- Frugality is the mother of virtue.
- —Justinian, Corpus Juris
IN THIS CHAPTER
- Design Goals for a Budget PC
- Choosing Parts for the Budget PC
- Putting Together the Budget PC
- Powering Up
- Final Thoughts
If you built (or just read along with) the previous two projects, you saw that their price tags were a bit on the high side: $1,700 for the high-performance PC (Chapter 13) and $1,900 for the killer gaming PC (Chapter 14). Those aren't cheap PCs, but in both cases I made significant compromises to keep the prices down! With top-shelf components throughout, these machines would have had our credit cards smoking thanks to price tags in the $4,000–$5,000 range.
One of the key things about a PC that many system builders forget is that no matter what hardware you use, the machine will eventually become obsolete. Yes, you can future-proof a machine to a certain extent by giving yourself room to expand, by buying high-quality parts, and by picking parts at or near the high end. However, all you're doing is delaying the inevitable.
With that in mind, there's a school of thought among some PC builders that it's better to put together an inexpensive machine every 6–12 months, rather than build one expensive PC every 2–3 years. With this strategy, you get fresh hardware fairly often, and you get the joy of building your own PC more frequently. Of course, this approach assumes you're looking to build just a general-purpose computer rather than one designed for a specific purpose, such as a home theater PC or a gaming rig.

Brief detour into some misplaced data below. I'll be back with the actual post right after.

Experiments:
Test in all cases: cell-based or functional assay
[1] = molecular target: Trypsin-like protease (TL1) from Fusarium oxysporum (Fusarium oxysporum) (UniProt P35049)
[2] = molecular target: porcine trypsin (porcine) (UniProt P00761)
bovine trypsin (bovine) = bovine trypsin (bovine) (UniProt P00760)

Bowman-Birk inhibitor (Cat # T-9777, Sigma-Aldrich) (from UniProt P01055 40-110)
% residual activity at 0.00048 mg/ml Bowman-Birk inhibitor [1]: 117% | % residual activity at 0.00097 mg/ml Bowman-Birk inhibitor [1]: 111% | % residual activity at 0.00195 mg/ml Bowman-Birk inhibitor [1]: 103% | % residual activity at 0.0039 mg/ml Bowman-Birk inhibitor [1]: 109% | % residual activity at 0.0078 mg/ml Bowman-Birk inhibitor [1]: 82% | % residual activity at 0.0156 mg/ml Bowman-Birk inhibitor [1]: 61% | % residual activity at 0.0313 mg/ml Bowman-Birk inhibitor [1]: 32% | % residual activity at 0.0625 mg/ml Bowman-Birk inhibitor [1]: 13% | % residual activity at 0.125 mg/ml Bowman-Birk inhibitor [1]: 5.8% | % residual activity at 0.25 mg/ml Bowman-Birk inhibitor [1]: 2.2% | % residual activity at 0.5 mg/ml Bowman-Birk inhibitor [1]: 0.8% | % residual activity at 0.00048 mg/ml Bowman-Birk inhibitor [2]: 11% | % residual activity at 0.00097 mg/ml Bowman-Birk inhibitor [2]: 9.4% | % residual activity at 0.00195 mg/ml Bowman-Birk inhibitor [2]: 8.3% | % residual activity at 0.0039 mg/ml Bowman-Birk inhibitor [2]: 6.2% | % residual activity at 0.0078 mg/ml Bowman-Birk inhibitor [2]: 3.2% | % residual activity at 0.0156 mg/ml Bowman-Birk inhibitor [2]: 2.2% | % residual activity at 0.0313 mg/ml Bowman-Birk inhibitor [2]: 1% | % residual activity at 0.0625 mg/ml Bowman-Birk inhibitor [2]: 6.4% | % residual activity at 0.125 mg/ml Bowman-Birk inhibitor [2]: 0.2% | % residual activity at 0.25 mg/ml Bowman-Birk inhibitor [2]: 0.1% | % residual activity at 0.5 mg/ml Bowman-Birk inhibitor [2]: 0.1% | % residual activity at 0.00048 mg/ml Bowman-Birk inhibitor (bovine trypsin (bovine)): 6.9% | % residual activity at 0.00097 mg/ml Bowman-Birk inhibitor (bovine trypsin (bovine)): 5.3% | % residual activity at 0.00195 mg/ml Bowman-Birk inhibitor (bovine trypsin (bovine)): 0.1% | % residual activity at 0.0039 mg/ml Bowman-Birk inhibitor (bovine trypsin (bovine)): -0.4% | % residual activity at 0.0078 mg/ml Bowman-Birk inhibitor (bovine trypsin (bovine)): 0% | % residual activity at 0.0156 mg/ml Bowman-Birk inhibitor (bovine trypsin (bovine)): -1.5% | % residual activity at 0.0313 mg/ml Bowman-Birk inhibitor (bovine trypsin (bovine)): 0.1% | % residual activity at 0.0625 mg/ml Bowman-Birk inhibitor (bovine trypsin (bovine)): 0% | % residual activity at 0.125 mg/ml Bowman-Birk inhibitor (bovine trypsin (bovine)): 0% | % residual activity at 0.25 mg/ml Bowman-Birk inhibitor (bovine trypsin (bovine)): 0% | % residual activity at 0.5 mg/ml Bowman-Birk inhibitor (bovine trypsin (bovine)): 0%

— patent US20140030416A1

With that assumption in mind, this chapter shows you how to build a PC when you're on a tight budget. I set out some design goals for the budget PC; then I take you through the parts I chose to meet those goals, from the computer case right down to the memory modules. Then, with the parts assembled, I show you step-by-step how to build your budget PC.
Design Goals for a Budget PC
This is a budget PC, so we need start with a budget, which I'm going to set at $400. That total is high enough that we won't have to resort to shoddy parts but low enough to be affordable to many. Within the constraints of that budget, we can set the following goals:
- Thrifty, not cheap—The key to building a solid budget PC is to avoid the lowest-of-the-low when it comes to parts. Generally speaking, you get what you pay for when it comes to computer components, so a PC built from the cheapest parts would end up exactly that: cheaply made. I guarantee you the machine would either not work or work poorly, and neither is acceptable in this build. Our goal, instead, is to look for good bargains on well-made, brand-name components.
- A solid performer—The budget PC needs to be a all-purpose machine, which means it needs to do email; web surfing; some light gaming; and business-oriented tasks such as word processing, spreadsheets, scheduling, and contact management. Nothing here is going to push the machine to its limits or require specialized hardware. This PC doesn't need a quad-core CPU; tons of RAM; a terabyte or 10,000 RPM hard drive; or high-end video and audio cards. All this bodes well for our budget.
- No instant obsolescence—Even though we're not spending a lot of money on this PC, and even though we're operating under the assumption that we'll build a replacement for it before too long, we don't want this machine to force us into building a replacement in just a few months. We need to select components that are good enough that this PC will perform well for as long as we want it to (at least a year).
- Get good value for the money—The secret to reaching our design goals while staying within budget will be to get the most bang for the few bucks we're going to spend. That means not only buying brand-name parts for their high quality, but also looking for those components that provide excellent value for the money, whether it's extra features or extra performance.